Part of what drives extraordinary incarceration rates, especially for young low-income black and brown men, is the degree to which prosecutors’ formal education and training (and life experiences) fail to equip them to understand either those accused of a crime, or the implications of their own choices to prosecute or pursue alternatives. Prosecutors are also often unaware of the many communityrelated supports that may be available to individuals who need assistance in accessing more productive paths. PI works with prosecutors in District Attorney’s offices in a growing number of cities around the nation, addressing these factors.

Examples of systemic barriers to shifting prosecutor behavior towards more humane outcomes are detailed in Figure 7 (page 38).

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FIGURE 7

Addressing Mass Incarceration Through More Humane Prosecutor Behavior WHAT KEY SYSTEMIC BARRIERS HOLD THE PROBLEM IN PLACE?

Structural Barriers (e.g. policies, practices, resource flows): •

District Attorney policies are either nonexistent, outdated, or out of touch with the realities faced by the front-line prosecutors

Prosecutors operate in a black box, siloed from other system actors and cut off from community-based resources that could aid them in achieving their goals

There are few metrics of success in prosecutors’ offices, and even fewer moments of evaluation or feedback to let them know how they are doing

Relational Barriers (e.g. relationships and connections, power dynamics): •

The criminal justice system provides little opportunity for prosecutors to learn about the people they are impacting with their decisions, including crime survivors, the defendants, witnesses, and their families and communities

Prosecutors with a more progressive approach may feel isolated, ostracized, punished, or threatened in their offices and departments, and by other stakeholders

Community distrust in the criminal justice system and law enforcement keeps prosecutors from fulfilling their goals and leaves victims vulnerable to further harm

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FIGURE 7

Transformational Barriers (e.g. mental models): •

Prosecutors have implicit, and in some cases, explicit biases that influence their decision-making and can lead to disparities

Prosecutors may misunderstand the long-term impact of their decision making resulting in unintended, counterproductive consequences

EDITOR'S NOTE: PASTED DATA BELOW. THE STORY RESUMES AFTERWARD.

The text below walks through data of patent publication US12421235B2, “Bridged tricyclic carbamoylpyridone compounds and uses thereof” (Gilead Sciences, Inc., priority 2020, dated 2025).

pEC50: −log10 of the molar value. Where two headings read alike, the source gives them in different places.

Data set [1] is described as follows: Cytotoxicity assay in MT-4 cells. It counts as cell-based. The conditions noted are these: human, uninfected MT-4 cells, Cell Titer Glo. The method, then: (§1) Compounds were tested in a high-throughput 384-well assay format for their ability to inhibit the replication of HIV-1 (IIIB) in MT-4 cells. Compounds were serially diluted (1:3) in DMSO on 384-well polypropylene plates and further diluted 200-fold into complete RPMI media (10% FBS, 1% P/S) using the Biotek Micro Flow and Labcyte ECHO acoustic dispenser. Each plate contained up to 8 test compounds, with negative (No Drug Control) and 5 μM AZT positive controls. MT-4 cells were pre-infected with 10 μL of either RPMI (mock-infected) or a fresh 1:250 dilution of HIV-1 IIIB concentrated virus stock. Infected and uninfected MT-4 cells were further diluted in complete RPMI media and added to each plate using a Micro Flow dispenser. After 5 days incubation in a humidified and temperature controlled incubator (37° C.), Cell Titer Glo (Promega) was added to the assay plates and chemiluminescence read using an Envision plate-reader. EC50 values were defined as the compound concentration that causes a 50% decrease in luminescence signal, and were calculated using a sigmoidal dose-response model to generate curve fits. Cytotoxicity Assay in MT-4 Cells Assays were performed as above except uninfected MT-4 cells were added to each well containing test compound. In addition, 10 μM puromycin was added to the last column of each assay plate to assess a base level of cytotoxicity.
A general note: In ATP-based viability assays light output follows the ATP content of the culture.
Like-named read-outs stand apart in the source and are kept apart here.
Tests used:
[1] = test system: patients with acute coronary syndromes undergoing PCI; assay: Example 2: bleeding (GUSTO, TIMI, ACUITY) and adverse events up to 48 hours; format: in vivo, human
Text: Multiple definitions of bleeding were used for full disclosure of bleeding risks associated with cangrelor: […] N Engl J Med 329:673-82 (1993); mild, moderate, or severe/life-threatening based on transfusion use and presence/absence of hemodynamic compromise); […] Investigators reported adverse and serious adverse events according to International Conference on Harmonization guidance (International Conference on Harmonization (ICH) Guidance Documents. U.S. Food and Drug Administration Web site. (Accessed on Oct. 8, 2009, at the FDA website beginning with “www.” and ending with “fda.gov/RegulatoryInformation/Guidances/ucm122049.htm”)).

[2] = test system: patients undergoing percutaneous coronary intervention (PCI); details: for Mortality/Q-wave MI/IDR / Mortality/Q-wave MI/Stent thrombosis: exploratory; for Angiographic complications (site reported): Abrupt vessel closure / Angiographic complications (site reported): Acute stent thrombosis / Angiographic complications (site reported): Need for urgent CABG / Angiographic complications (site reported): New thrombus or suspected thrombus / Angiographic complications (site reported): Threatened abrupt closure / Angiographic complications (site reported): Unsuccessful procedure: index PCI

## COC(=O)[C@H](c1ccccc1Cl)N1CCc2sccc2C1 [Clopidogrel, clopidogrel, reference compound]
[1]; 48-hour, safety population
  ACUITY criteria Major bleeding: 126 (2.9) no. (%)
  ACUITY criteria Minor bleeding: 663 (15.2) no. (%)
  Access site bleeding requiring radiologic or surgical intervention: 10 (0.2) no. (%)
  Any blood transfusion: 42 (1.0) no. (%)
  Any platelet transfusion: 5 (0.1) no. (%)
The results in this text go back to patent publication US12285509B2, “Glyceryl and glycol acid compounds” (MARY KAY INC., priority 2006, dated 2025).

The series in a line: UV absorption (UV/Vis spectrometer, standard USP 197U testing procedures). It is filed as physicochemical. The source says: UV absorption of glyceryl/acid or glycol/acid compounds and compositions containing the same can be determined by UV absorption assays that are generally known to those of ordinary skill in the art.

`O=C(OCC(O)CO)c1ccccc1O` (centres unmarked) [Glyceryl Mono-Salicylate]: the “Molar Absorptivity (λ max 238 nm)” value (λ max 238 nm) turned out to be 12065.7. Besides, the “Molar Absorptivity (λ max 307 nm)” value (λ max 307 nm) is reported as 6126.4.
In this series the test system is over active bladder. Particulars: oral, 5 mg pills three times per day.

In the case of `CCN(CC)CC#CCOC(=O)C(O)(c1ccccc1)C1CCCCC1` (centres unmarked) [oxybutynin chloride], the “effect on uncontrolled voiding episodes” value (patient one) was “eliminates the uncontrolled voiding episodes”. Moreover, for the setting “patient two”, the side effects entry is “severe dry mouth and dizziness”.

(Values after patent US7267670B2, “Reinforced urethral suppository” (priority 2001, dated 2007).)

A lack of awareness about trauma and cycles of violence has deprived prosecutors of opportunities to better respond to violent crime

PI supports prosecutors in gaining a fuller view of people like those they’re likely to encounter in the courtroom, shifting the mental models of who these people are, how they got there, and what paths in life might be available. PI also provides prosecutors with the data, training, and tools to consider a more creative array of options that take into account the implications of saddling someone with a criminal record as well as the wellbeing of victims and the need for public safety.

These shifts are beginning to show up in changes in criminal justice practices – alternative sentencing and pursuit of treatment for addiction and mental health issues, for example – and policies, such as the conditions under which prosecutors choose to prosecute. Over time, these efforts should result in shifts in resource flows as well, with a reduction in the tens of billions spent on incarceration, parole, and probation as people who might have otherwise have been ensnared in the criminal justice system find life paths that are more productive for themselves and their communities.

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06

Challenges in the Work

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C H A L L E N G E S I N T H E WO R K

Challenges in the Work While the three system impact models discussed here have different locus and leverage points, the social entrepreneurs we studied across these models share a number of challenges in achieving impact. Here we share seven that seem most pressing from our analysis to date.

“The Fierce Urgency of Now�: 01

Whether it is the crisis of health, criminal justice, or

democracy, we are bombarded with the present and persistent implications of systems that are stuck in neutral or negative gear. Yet we know that holistic systems change is a long-term effort that requires structural, relational, and transformational shifts. Social entrepreneurs seeking to achieve this type of impact must continually wrestle with how to balance the incremental progress of today with the larger revolutionary change they aspire to achieve in the longer term, and they must do this in a world obsessively driven by immediate results. Both in strategy and narrative, social entrepreneurs must find a way to navigate the balance between urgency and cultivating the conditions for long-term, sustainable change.

02 Balancing Scale and Impact:

As a venture philanthropy organization, New Profit has

spent 20+ years helping social entrepreneurs scale their models. Scale will continue to be an important success metric for us and others who care about advancing progress. For social entrepreneurs seeking systems change, the question of scale is more complex as the deep layers of relational and transformational change are cultural and informed by context. An effort to create competitive elections by ending partisan gerrymandering in Michigan will look vastly different from an effort in Arizona pursuing the same goal. Systems change organizations are not creating a product or service that can easily be customized for a community. They are trying to change the very design of that community in relation to a specific system. This creates a tension between scale and impact for social entrepreneurs, which they must wrestle with in order to identify a culturally and strategically appropriate resolution.